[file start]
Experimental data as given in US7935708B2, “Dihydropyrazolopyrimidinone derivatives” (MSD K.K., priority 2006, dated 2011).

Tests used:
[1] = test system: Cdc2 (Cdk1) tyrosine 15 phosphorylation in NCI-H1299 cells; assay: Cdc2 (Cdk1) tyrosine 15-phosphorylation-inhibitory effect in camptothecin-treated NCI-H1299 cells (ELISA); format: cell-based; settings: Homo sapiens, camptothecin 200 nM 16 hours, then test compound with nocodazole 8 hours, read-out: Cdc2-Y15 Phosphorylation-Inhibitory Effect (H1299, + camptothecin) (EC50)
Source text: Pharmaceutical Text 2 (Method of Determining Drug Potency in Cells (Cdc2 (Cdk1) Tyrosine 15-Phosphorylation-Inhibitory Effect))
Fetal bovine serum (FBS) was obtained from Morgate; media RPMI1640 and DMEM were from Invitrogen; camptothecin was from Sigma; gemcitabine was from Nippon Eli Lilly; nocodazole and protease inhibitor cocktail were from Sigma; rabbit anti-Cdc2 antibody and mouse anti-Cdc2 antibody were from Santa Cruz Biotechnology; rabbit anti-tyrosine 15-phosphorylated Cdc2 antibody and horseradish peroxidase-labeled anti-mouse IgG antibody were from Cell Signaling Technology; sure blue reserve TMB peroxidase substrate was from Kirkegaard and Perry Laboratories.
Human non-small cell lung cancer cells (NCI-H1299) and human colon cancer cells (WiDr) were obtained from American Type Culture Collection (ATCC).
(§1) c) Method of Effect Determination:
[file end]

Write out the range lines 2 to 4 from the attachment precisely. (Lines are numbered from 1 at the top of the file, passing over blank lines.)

Tests used:
[1] = test system: Cdc2 (Cdk1) tyrosine 15 phosphorylation in NCI-H1299 cells; assay: Cdc2 (Cdk1) tyrosine 15-phosphorylation-inhibitory effect in camptothecin-treated NCI-H1299 cells (ELISA); format: cell-based; settings: Homo sapiens, camptothecin 200 nM 16 hours, then test compound with nocodazole 8 hours, read-out: Cdc2-Y15 Phosphorylation-Inhibitory Effect (H1299, + camptothecin) (EC50)
Source text: Pharmaceutical Text 2 (Method of Determining Drug Potency in Cells (Cdc2 (Cdk1) Tyrosine 15-Phosphorylation-Inhibitory Effect))